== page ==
I’m endorsing Mike Sullivan, NDP, as our federal candidate. I do so cautiously.
The five federal candidates are
- Stephen Lepone, Libertarian
- James Robinson, Conservative
- John Johnson, Green
- Ahmed Hussen, Liberal
- Mike Sullivan, NDP
I won’t vote for Lepone. He’s a libertarian.
Robinson does not respond to my emails, had an extremely unusual education, and does not debate. He’s out.
John Johnson, bless the man, mounted a campaign and worked tirelessly. He seems honest and decent. But, and this might be a compliment, he’s not a political creature. He doesn’t have a head for policy or wonk. I don’t think he’s suitable for a career on The Hill.
That leaves Hussen and Sullivan, the Liberals and the NDP. We face the same decision as all right-thinking Canadians who want to end Harper’s governance.
There is a good argument for voting Liberal, which I owe to a regular reader: if the Liberals hold power, then we might benefit from federal pork0barrel spending, and god knows we could use some. Also, Hussen does seem like a smart, accomplished man.
He still won’t get my vote.
First, Hussen didn’t debate in front of his electors because, the organizers allege, he thought the debate was organized by NDP partisans.
This is dead wrong. The organizers were outraged he would suggest so. Alan Tonks, our former Liberal MP was there, as was Liberal MPP Laura Albanese. The questioner, Jules Jose Kerlinger, is a former Liberal nominee, for Pete’s sake.
But who cares? If Hussen wins, more than half of the residents will not have voted for him. Will he refuse to hear their ideas? Will he refuse to engage with them? Explain himself? Challenge or be challenged? It bodes poorly that he will not face his public—even if he believes, wrongly, that they are partisan—now, when he needs votes. He competes, after all, to win them, not gather them.
Is this a weakness? I think so. Hussen does seem to run rather cool; he has certainly not courted this site with prompt and polite communication.
Debating on TV is an unacceptable substitute. Hussen does not live in the riding—nor, I presume, does the television questioner. He missed his only opportunity to face a heterogenous local audience and their questions about the particular issues that matter to them. He also missed his only chance to challenge Sullivan’s failures to his constituents.
So he is out.
That leaves Sullivan.
Sullivan is a capable MP, no less. He and his staff seem to do a good job in the riding, helping constituents with their problems. He is interested—perhaps overly—with local problems.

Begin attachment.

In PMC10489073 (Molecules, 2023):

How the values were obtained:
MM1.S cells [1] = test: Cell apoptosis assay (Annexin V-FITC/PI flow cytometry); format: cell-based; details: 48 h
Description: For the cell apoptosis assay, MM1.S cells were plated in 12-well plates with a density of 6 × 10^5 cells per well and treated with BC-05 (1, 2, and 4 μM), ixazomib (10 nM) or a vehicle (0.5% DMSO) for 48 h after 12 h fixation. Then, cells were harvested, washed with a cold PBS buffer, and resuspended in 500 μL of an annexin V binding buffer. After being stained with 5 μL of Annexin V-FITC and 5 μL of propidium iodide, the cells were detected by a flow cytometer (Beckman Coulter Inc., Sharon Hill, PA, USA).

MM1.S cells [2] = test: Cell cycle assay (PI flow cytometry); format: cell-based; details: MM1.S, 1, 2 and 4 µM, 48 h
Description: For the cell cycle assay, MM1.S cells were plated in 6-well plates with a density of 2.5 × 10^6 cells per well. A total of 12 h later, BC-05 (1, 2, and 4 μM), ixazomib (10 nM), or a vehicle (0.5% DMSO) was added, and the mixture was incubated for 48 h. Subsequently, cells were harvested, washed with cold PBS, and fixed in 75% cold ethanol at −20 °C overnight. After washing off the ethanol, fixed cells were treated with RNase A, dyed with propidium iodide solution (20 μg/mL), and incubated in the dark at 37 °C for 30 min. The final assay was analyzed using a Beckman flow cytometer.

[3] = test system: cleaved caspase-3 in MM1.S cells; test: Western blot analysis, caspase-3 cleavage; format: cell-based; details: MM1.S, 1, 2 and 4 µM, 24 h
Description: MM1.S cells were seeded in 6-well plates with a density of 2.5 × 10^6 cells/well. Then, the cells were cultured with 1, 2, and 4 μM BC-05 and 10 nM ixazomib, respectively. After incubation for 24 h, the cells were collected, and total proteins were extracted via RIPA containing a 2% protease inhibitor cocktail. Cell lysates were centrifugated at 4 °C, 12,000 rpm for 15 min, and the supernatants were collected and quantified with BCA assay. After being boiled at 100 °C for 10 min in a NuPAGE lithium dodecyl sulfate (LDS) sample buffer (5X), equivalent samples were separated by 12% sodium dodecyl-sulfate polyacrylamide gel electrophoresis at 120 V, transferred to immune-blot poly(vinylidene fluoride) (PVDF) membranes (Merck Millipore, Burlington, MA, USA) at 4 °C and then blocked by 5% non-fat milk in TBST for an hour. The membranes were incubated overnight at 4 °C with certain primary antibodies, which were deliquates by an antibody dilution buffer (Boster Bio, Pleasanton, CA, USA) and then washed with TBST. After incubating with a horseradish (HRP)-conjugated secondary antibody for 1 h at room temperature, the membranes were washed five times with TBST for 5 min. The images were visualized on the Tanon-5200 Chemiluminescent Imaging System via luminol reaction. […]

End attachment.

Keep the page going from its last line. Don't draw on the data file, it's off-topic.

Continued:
And though the intervening years have been a little fallow, Sullivan had a substantial early success on the national stage, creating a cell-phone registry that cut phone thefts, which had plagued Weston, among other places. He’s active in committees, speaks in the House now and then, and has taken an leadership position on railcar safety, a serious issue with local implications.
Still, I’m not thrilled about my endorsement. I don’t feel like Sullivan wakes up every morning excited to be our advocate.
Perhaps its too much to ask that an opposition MP brings real change, real money, and real jobs to the riding. It is hard, I’m sure, to get federal money here for infrastructure, a department, a museum, or a federal building. I remain saddened that we haven’t seen more of our federal tax dollars returned to our riding.
I certainly don’t think it’s too much to ask our representatives to publicize, promote, and defend Weston’s interests. Sullivan does this half-heartedly.
Under Harper, for instance, the Humber River had its environmental protection gutted. Sullivan, to his credit, tried to mitigate the damage in 2013. And then…. What?
It’s been two years. Nothing happened, as far as I know. Was Bill C-502, which he introduced, only a token gesture? If not, why hasn’t it been reintroduced? Has he lost interest?
I stand corrected. The bill was winding its way through parliament. My apologies.
Then there is his view of our riding. When he speaks in Ottawa, it is almost always with despair about York South Weston.
- In June, he said that many of us are poor and “scared” and that “the biggest problem is my riding is unemployment”
- Yet in May, he said “In fact, the problem in my riding is the preponderance of handguns, particularly among young people.”
- He also said are many trains, filled with explosive crude, going through town.
- And even when news is good, it is bad: “While the success of the Hammer Heads program is something to celebrate, the grip of poverty in my riding shows that we have much more work to do.”
You can read his speeches yourself or watch the Rogers’ debate. Sullivan appears worn down by our misfortune, not convinced of our potential. His frustration is too close to abdication.
In the next four years, I want to see Mike Sullivan energized by our latent power, advocating for us, not only because we have needs, but because we have capacities.
We have problems. Some are serious. But we have much to offer, too.